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Your legal responsibilities in the event of a car accident
Your legal responsibilities in the event of a car accident

Your legal responsibilities in the event of a car accident

If you are directly or indirectly engaged in a car accident that involves property damage, physical injury, or death, you are legally compelled to do many things. There are also certain steps you should take to legally protect yourself if the accident involves injury or property damage.


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1. Maintain your presence on the scene.

First, you must remain at, or promptly return to, the accident scene. Leaving the site of an accident, whether you were directly or indirectly involved, is unlawful.

2. Request assistance for someone who has been hurt


If someone looks to be hurt, you should phone an ambulance. Unless you have medical expertise or the victim’s needs are evident, you should not touch the injured individual. For example, if a car is on fire, you can pull the sufferer out. If you can do so safely, you can help prevent future accidents by alerting approaching traffic, such as by flashing your hazard lights or raising your vehicle’s hood.

3. Call the cops or go to a collision center

Property damage of less than $2,000 with no injuries


There is no legal requirement to call and wait for the police if the accident does not involve personal injury, none of the drivers involved are suspected of a law violation, such as driving while their ability was impaired, and the property damage is less than $2,000 (total, combined damage to both vehicles). In most cases, cops will not attend the location under these conditions. The only exemption is if someone else’s property has been damaged, such as telephone poles, guard rails, or someone’s grass. In most circumstances, you must just take your vehicle to a Collision Reporting Centre.

If there is more than $2,000 in property damage and/or someone is harmed,

When someone is wounded in an accident, any of the drivers involved is suspected of breaking the law, or there is property damage in excess of $2,000, you are obligated by law to inform the police before leaving the scene. You may be required to wait for the police to come, or you may be instructed to take your vehicle to a Collision Reporting Centre.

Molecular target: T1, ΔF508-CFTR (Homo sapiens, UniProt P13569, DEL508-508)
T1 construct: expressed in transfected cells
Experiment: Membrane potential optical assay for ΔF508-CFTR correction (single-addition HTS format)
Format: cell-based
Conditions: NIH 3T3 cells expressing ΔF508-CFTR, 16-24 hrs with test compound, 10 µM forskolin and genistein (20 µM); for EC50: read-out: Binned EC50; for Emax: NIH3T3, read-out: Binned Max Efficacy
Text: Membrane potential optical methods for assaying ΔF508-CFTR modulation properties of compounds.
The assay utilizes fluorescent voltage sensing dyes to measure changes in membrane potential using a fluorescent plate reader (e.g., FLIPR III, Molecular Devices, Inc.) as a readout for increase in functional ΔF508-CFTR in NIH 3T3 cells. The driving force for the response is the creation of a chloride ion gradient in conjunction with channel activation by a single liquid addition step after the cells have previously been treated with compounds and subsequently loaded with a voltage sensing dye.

Centers for Collision Reporting

Following an accident, you must bring your car to a Collision Reporting Centre within 24 hours. You may have up to 48 hours if the center is closed on weekends. Your car will be inspected and the damage documented at the Collision Reporting Centre, and you will be assisted in filing a police report. The police do not immediately submit these reports to your insurance carrier. If the collision was reported to a Collision Reporting Centre, the Centre will notify your insurance provider automatically, unless you request otherwise.

Collision Reporting Centres are collaborations between local police departments, insurance companies, and private businesses.
Refer to the Toronto Police Service for further information and a detailed explanation of when you must report an accident to the police (TPS).

4. Contact your insurance provider.

All automobile insurance policies require you to record all accidents, regardless of the severity of the damage. Even if you pay for the accident’s damages yourself, the accident will count against you if it was 100% your fault or you were partially at blame. Insurance firms set their prices based on “risk,” regardless of who is at fault in the accident. If you are not at fault, the accident will not be recorded against you, and your insurance premium will not rise.

What if you fail to notify your insurance company?

People who wish to file an insurance claim will usually take their vehicle to a reporting center and report the accident to their insurance provider. Those who do not wish to file a claim sometimes do not report the accident.

If the collision produced less than $2,000 in damages and you did not report it, but the other motorist did, their insurance company will contact your insurance company, and your own insurance company will learn about it. Though you fail to report an accident to your insurance provider, even if you were not at fault, the insurance company has the authority to terminate or refuse to renew your coverage.

What else can you do?

If you are involved in an accident, there are various more things you should do.


Everything concerning the accident should be written down:

  • the other car’s license plate, make, model, and year;
  • the number of the other driver’s license, address, and phone number;
  • the name and policy number of the other driver’s insurance carrier; and
  • the names and phone numbers of witnesses to the accident.

You must disclose your name, address, phone number, vehicle permit number, and insurance information in writing to other drivers involved in the collision, as well as police officers or witnesses, upon request. However, you should use caution in what you say. Nothing should be admitted. Except for a police officer, you should not apologize or make a statement. You should not offer to pay for anything and should not take any money.

Before accepting a payment or signing a release, you should consult with a lawyer or an insurance agent. You should also keep track of any medical or mechanical bills, as well as any damaged property or injuries.